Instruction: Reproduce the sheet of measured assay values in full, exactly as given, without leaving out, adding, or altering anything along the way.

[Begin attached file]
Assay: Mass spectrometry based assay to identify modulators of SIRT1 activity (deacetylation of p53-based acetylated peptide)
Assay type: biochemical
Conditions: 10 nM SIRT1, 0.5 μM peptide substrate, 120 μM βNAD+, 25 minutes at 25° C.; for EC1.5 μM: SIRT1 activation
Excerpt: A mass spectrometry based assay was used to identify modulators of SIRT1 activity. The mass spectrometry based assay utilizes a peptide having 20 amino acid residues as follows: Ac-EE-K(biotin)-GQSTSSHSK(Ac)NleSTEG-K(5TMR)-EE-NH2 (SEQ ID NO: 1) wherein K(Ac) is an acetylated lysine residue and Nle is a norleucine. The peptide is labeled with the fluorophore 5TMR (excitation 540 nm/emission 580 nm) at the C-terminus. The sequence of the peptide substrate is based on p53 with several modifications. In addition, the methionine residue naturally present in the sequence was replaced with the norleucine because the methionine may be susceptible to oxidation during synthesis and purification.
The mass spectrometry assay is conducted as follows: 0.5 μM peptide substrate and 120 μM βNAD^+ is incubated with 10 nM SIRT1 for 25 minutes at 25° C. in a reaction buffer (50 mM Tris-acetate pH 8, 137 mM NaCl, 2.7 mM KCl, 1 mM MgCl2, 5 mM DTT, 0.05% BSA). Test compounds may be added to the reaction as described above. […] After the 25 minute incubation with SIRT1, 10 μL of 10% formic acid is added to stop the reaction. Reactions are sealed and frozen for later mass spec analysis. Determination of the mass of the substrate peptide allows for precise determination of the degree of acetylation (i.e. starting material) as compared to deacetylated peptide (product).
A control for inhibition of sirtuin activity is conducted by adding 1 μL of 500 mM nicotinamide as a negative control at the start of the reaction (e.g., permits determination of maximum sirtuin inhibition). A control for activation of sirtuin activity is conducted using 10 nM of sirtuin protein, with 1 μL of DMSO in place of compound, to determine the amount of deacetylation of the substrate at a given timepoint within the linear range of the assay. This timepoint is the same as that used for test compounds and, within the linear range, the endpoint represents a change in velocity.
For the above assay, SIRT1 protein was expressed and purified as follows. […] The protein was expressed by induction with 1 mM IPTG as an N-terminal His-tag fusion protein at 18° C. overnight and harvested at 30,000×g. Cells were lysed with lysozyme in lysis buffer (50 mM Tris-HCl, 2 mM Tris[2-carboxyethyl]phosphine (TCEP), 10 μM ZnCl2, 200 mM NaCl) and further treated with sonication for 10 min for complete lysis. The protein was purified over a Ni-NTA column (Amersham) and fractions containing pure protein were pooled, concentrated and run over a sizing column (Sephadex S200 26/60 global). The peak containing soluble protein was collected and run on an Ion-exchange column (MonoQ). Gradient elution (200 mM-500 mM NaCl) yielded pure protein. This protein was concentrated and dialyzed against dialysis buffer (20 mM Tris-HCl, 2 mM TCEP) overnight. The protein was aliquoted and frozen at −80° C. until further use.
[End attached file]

Assay: Mass spectrometry based assay to identify modulators of SIRT1 activity (deacetylation of p53-based acetylated peptide)
Assay type: biochemical
Conditions: 10 nM SIRT1, 0.5 μM peptide substrate, 120 μM βNAD+, 25 minutes at 25° C.; for EC1.5 μM: SIRT1 activation
Excerpt: A mass spectrometry based assay was used to identify modulators of SIRT1 activity. The mass spectrometry based assay utilizes a peptide having 20 amino acid residues as follows: Ac-EE-K(biotin)-GQSTSSHSK(Ac)NleSTEG-K(5TMR)-EE-NH2 (SEQ ID NO: 1) wherein K(Ac) is an acetylated lysine residue and Nle is a norleucine. The peptide is labeled with the fluorophore 5TMR (excitation 540 nm/emission 580 nm) at the C-terminus. The sequence of the peptide substrate is based on p53 with several modifications. In addition, the methionine residue naturally present in the sequence was replaced with the norleucine because the methionine may be susceptible to oxidation during synthesis and purification.
The mass spectrometry assay is conducted as follows: 0.5 μM peptide substrate and 120 μM βNAD^+ is incubated with 10 nM SIRT1 for 25 minutes at 25° C. in a reaction buffer (50 mM Tris-acetate pH 8, 137 mM NaCl, 2.7 mM KCl, 1 mM MgCl2, 5 mM DTT, 0.05% BSA). Test compounds may be added to the reaction as described above. […] After the 25 minute incubation with SIRT1, 10 μL of 10% formic acid is added to stop the reaction. Reactions are sealed and frozen for later mass spec analysis. Determination of the mass of the substrate peptide allows for precise determination of the degree of acetylation (i.e. starting material) as compared to deacetylated peptide (product).
A control for inhibition of sirtuin activity is conducted by adding 1 μL of 500 mM nicotinamide as a negative control at the start of the reaction (e.g., permits determination of maximum sirtuin inhibition). A control for activation of sirtuin activity is conducted using 10 nM of sirtuin protein, with 1 μL of DMSO in place of compound, to determine the amount of deacetylation of the substrate at a given timepoint within the linear range of the assay. This timepoint is the same as that used for test compounds and, within the linear range, the endpoint represents a change in velocity.
For the above assay, SIRT1 protein was expressed and purified as follows. […] The protein was expressed by induction with 1 mM IPTG as an N-terminal His-tag fusion protein at 18° C. overnight and harvested at 30,000×g. Cells were lysed with lysozyme in lysis buffer (50 mM Tris-HCl, 2 mM Tris[2-carboxyethyl]phosphine (TCEP), 10 μM ZnCl2, 200 mM NaCl) and further treated with sonication for 10 min for complete lysis. The protein was purified over a Ni-NTA column (Amersham) and fractions containing pure protein were pooled, concentrated and run over a sizing column (Sephadex S200 26/60 global). The peak containing soluble protein was collected and run on an Ion-exchange column (MonoQ). Gradient elution (200 mM-500 mM NaCl) yielded pure protein. This protein was concentrated and dialyzed against dialysis buffer (20 mM Tris-HCl, 2 mM TCEP) overnight. The protein was aliquoted and frozen at −80° C. until further use.